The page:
California’s 4th District Court of Appeal on Friday upheld the trial court’s ruling that rejected the anti-yoga lawsuit by parents who wanted to keep Encinitas schools from teaching yoga. It concluded the program doesn’t violate freedom of religion laws.

The full court ruling is here.

A quick rundown:

Attorney Dean Broyles, who represented the parents in the lawsuit, said he and his clients “are disappointed with the decision and we are carefully considering our options.”

“No other court in the past 50 years has allowed public schools to lead children in formal religious rituals like the Hindu liturgy of praying to, bowing to, and worshipping the sun god,” Broyles said in an email to U-T San Diego.

[snip]

Paul Carelli, an attorney with Stutz Artiano Shinoff & Holtz who represented the district pro bono in the case, said Friday he was pleased with the appeals court decision.

“We believe the school district was doing the right thing,” Carelli said. “The program is really very good for kids.”

Parents who do not want their children in the school district’s yoga program have the option of keeping them out, Carelli said.

The appeals court ruling “cements the constitutionality of the program,” Carelli said, so the district now could remove that option and make the class a requirement. However that’s unlikely, he said.

“Kids in the program love the program,” he said.

And here’s from the website of the program’s supporters. You can take this, I think, as a statement on their part:

While the yoga opponents will have an opportunity to petition the California Supreme Court for a review of today’s decision, two strong rulings in our favor make further judicial review unlikely.

We hope you and your families are enjoying spring break – your students’ yoga program will be waiting when they return to school.

Thank you, as always, for your warm wishes and continual support.  Coast Law Group has been honored to represent you in this fight.

Is it fair to say it was a good Friday? Do note the possibility of this going to yet a higher court. So stay tuned.

Posted by Steve

Does this count as an answer to the student who says yoga hurt her?

Yesterday, we passed on news that an eighth-grader in Encinitas this week went before the school board to ask that they halt the district’s Sonima Foundation-backed yoga program. As reported by the U-T San Diego:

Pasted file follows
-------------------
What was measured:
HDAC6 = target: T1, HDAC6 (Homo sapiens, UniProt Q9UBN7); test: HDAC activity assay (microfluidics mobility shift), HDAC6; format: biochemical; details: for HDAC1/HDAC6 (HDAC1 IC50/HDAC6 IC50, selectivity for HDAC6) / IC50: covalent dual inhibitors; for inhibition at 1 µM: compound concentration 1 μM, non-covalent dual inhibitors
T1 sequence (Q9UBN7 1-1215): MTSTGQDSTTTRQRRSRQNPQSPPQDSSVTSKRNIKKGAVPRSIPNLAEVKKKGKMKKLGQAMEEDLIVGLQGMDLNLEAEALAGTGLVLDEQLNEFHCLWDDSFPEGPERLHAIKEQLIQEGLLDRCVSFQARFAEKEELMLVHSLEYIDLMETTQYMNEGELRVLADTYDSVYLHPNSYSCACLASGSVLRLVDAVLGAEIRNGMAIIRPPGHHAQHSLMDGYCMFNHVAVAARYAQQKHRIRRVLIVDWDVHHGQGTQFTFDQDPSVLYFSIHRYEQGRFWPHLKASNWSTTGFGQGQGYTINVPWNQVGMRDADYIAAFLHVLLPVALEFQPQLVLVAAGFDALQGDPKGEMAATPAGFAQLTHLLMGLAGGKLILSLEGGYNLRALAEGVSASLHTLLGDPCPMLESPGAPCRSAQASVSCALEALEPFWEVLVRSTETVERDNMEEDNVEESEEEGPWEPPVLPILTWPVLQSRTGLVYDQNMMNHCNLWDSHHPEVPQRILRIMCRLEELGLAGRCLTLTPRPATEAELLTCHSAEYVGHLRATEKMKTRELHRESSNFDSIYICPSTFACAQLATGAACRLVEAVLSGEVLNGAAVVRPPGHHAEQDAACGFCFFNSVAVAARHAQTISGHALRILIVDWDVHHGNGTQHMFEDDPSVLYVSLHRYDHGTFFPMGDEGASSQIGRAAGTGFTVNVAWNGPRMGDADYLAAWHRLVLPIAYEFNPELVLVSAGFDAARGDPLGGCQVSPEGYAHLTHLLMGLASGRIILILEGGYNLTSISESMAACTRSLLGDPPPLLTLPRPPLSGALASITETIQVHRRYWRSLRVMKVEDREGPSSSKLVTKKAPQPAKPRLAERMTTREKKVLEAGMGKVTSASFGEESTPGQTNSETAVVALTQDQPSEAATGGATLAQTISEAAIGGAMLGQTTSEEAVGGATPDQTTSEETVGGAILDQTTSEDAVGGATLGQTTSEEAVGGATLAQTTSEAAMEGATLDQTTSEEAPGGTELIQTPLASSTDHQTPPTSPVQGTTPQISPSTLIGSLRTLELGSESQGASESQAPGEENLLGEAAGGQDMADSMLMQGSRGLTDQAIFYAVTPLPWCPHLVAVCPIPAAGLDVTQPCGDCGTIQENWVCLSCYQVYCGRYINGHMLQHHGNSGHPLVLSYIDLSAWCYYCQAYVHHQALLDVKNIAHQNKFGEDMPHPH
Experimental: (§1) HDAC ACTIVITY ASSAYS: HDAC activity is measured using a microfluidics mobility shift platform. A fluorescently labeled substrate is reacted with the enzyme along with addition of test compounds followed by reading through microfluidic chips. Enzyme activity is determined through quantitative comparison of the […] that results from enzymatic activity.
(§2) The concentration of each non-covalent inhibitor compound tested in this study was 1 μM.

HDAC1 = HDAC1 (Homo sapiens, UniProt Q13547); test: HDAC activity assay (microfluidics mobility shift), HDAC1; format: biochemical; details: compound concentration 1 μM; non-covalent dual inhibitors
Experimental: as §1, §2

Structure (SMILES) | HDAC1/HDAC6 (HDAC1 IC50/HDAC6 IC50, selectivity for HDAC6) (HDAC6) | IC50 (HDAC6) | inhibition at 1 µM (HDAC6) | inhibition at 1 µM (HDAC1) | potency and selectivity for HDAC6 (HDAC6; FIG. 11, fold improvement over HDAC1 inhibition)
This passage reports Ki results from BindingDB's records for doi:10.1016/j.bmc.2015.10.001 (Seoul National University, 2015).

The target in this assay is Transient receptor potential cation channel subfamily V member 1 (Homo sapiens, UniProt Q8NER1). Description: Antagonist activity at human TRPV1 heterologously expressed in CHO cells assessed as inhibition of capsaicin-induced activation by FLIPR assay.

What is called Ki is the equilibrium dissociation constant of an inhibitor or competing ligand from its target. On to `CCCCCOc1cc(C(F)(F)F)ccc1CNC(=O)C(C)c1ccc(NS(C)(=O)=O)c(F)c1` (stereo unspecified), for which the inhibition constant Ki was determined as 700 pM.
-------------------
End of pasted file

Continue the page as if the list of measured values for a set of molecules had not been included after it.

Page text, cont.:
She and her parents told the U-T that she participated in a variety of yoga warm up and stretching exercises over five months that caused the cartilage tear.

“I spent a number of nights crying,” said Katie, who played soccer and basketball and was nearly a black belt in karate before the injury.

Coincidentally enough, on Tuesday the Sonima Foundation blog highlighted what certainly seems to be an unintended counter argument:

Last week, I had a 5th grade student come up to me at the end of class and tell me how he has been using belly breathing to keep himself calm. He went on to say that when he has to pitch at an important baseball game, he gets really nervous. To help himself calm down and stay focused, he does belly breathing while he is in the dugout and even on the field before each pitch. His mother has noticed he seems calmer and more focused during the game! He also admitted to me that at first, he didn’t like yoga exercise and thought that it was a waste of his time. Now, he understands how the stretching helps him prevent injuries and the breathing helps him stay calm.

Two sides to one yoga coin, huh? As one of our readers pointed out, maybe the girl’s injuries had to do with basketball or soccer, or even karate, rather than yoga. (That’s speculation — but the story doesn’t provide an irrefutable argument about how the family knows it was yoga that caused the injuries.)

I think about the only thing sure here is that, like how the trial is pitting “expert” against “expert”, we probably could line up students who are both “for” and “against” the program.